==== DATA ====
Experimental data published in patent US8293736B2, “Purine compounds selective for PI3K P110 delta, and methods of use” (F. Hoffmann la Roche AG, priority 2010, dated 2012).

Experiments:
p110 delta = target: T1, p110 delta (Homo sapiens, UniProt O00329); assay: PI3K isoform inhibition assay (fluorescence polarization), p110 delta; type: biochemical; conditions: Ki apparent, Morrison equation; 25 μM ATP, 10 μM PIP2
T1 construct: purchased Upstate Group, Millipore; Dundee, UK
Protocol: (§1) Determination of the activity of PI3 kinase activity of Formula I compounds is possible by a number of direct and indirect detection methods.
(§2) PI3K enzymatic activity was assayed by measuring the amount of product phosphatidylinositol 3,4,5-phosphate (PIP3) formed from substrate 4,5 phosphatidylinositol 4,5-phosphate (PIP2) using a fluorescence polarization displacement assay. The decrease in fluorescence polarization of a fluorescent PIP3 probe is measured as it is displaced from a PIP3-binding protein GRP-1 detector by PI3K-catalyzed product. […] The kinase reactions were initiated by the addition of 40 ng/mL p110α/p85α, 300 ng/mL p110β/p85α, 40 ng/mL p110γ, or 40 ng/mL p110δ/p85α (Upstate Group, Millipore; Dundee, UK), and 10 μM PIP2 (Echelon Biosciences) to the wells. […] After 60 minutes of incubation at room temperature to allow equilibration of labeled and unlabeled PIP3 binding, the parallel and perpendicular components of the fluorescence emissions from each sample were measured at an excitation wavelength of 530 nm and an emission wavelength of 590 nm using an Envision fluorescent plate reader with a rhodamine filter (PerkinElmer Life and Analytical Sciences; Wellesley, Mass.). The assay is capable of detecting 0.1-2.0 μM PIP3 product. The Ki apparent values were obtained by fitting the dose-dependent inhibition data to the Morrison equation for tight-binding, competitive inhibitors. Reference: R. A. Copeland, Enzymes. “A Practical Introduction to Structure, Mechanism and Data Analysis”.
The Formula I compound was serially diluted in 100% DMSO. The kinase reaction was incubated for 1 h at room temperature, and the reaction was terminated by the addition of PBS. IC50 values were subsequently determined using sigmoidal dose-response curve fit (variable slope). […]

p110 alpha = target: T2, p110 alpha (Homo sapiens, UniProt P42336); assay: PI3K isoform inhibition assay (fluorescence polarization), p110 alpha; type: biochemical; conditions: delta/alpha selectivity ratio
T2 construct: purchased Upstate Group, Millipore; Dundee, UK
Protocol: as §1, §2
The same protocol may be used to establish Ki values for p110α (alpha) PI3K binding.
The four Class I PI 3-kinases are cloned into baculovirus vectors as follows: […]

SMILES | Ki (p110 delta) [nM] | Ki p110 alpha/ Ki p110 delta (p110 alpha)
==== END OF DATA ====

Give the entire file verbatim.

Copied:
Experimental data published in patent US8293736B2, “Purine compounds selective for PI3K P110 delta, and methods of use” (F. Hoffmann la Roche AG, priority 2010, dated 2012).

Experiments:
p110 delta = target: T1, p110 delta (Homo sapiens, UniProt O00329); assay: PI3K isoform inhibition assay (fluorescence polarization), p110 delta; type: biochemical; conditions: Ki apparent, Morrison equation; 25 μM ATP, 10 μM PIP2
T1 construct: purchased Upstate Group, Millipore; Dundee, UK
Protocol: (§1) Determination of the activity of PI3 kinase activity of Formula I compounds is possible by a number of direct and indirect detection methods.
(§2) PI3K enzymatic activity was assayed by measuring the amount of product phosphatidylinositol 3,4,5-phosphate (PIP3) formed from substrate 4,5 phosphatidylinositol 4,5-phosphate (PIP2) using a fluorescence polarization displacement assay. The decrease in fluorescence polarization of a fluorescent PIP3 probe is measured as it is displaced from a PIP3-binding protein GRP-1 detector by PI3K-catalyzed product. […] The kinase reactions were initiated by the addition of 40 ng/mL p110α/p85α, 300 ng/mL p110β/p85α, 40 ng/mL p110γ, or 40 ng/mL p110δ/p85α (Upstate Group, Millipore; Dundee, UK), and 10 μM PIP2 (Echelon Biosciences) to the wells. […] After 60 minutes of incubation at room temperature to allow equilibration of labeled and unlabeled PIP3 binding, the parallel and perpendicular components of the fluorescence emissions from each sample were measured at an excitation wavelength of 530 nm and an emission wavelength of 590 nm using an Envision fluorescent plate reader with a rhodamine filter (PerkinElmer Life and Analytical Sciences; Wellesley, Mass.). The assay is capable of detecting 0.1-2.0 μM PIP3 product. The Ki apparent values were obtained by fitting the dose-dependent inhibition data to the Morrison equation for tight-binding, competitive inhibitors. Reference: R. A. Copeland, Enzymes. “A Practical Introduction to Structure, Mechanism and Data Analysis”.
The Formula I compound was serially diluted in 100% DMSO. The kinase reaction was incubated for 1 h at room temperature, and the reaction was terminated by the addition of PBS. IC50 values were subsequently determined using sigmoidal dose-response curve fit (variable slope). […]

p110 alpha = target: T2, p110 alpha (Homo sapiens, UniProt P42336); assay: PI3K isoform inhibition assay (fluorescence polarization), p110 alpha; type: biochemical; conditions: delta/alpha selectivity ratio
T2 construct: purchased Upstate Group, Millipore; Dundee, UK
Protocol: as §1, §2
The same protocol may be used to establish Ki values for p110α (alpha) PI3K binding.
The four Class I PI 3-kinases are cloned into baculovirus vectors as follows: […]

SMILES | Ki (p110 delta) [nM] | Ki p110 alpha/ Ki p110 delta (p110 alpha)